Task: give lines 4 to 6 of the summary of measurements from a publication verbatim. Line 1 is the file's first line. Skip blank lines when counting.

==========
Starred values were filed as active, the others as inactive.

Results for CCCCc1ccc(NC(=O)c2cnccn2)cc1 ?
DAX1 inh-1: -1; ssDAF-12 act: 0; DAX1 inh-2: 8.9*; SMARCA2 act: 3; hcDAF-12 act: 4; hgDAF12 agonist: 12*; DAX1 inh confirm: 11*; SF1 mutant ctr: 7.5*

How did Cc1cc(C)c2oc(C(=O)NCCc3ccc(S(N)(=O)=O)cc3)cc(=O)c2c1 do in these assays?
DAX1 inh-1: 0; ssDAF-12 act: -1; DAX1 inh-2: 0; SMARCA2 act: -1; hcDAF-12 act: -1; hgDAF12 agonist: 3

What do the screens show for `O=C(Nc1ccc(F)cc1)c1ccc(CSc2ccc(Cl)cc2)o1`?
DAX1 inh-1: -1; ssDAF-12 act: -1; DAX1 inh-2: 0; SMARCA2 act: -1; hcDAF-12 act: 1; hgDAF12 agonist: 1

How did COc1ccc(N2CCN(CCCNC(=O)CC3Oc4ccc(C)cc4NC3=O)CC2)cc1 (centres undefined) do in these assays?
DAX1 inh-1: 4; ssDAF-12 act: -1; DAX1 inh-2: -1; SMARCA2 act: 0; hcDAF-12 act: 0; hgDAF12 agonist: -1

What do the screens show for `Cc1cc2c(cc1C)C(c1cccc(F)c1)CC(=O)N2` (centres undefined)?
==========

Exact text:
How did Cc1cc(C)c2oc(C(=O)NCCc3ccc(S(N)(=O)=O)cc3)cc(=O)c2c1 do in these assays?
DAX1 inh-1: 0; ssDAF-12 act: -1; DAX1 inh-2: 0; SMARCA2 act: -1; hcDAF-12 act: -1; hgDAF12 agonist: 3

What do the screens show for `O=C(Nc1ccc(F)cc1)c1ccc(CSc2ccc(Cl)cc2)o1`?